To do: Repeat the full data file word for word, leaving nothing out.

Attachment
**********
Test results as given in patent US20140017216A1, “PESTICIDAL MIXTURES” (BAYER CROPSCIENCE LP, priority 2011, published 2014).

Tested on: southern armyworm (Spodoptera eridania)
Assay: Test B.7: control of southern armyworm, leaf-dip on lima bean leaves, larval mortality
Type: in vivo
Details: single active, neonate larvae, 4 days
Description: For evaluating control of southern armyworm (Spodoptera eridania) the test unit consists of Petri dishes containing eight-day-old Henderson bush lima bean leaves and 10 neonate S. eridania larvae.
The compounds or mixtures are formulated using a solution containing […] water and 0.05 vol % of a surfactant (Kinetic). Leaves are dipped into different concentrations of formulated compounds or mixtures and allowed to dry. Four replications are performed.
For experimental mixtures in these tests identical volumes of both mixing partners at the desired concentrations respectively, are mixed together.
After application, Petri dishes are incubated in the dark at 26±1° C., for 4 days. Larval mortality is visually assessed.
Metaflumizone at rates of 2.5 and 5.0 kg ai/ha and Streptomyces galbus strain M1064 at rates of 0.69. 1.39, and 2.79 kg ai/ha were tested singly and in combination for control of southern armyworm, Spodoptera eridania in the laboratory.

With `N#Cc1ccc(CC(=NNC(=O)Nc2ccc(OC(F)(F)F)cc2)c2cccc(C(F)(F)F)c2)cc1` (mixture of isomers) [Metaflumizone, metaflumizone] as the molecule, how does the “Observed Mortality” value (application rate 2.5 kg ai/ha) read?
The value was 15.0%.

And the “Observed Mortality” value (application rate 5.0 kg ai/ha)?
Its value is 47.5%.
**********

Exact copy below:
Test results as given in patent US20140017216A1, “PESTICIDAL MIXTURES” (BAYER CROPSCIENCE LP, priority 2011, published 2014).

Tested on: southern armyworm (Spodoptera eridania)
Assay: Test B.7: control of southern armyworm, leaf-dip on lima bean leaves, larval mortality
Type: in vivo
Details: single active, neonate larvae, 4 days
Description: For evaluating control of southern armyworm (Spodoptera eridania) the test unit consists of Petri dishes containing eight-day-old Henderson bush lima bean leaves and 10 neonate S. eridania larvae.
The compounds or mixtures are formulated using a solution containing […] water and 0.05 vol % of a surfactant (Kinetic). Leaves are dipped into different concentrations of formulated compounds or mixtures and allowed to dry. Four replications are performed.
For experimental mixtures in these tests identical volumes of both mixing partners at the desired concentrations respectively, are mixed together.
After application, Petri dishes are incubated in the dark at 26±1° C., for 4 days. Larval mortality is visually assessed.
Metaflumizone at rates of 2.5 and 5.0 kg ai/ha and Streptomyces galbus strain M1064 at rates of 0.69. 1.39, and 2.79 kg ai/ha were tested singly and in combination for control of southern armyworm, Spodoptera eridania in the laboratory.

With `N#Cc1ccc(CC(=NNC(=O)Nc2ccc(OC(F)(F)F)cc2)c2cccc(C(F)(F)F)c2)cc1` (mixture of isomers) [Metaflumizone, metaflumizone] as the molecule, how does the “Observed Mortality” value (application rate 2.5 kg ai/ha) read?
The value was 15.0%.

And the “Observed Mortality” value (application rate 5.0 kg ai/ha)?
Its value is 47.5%.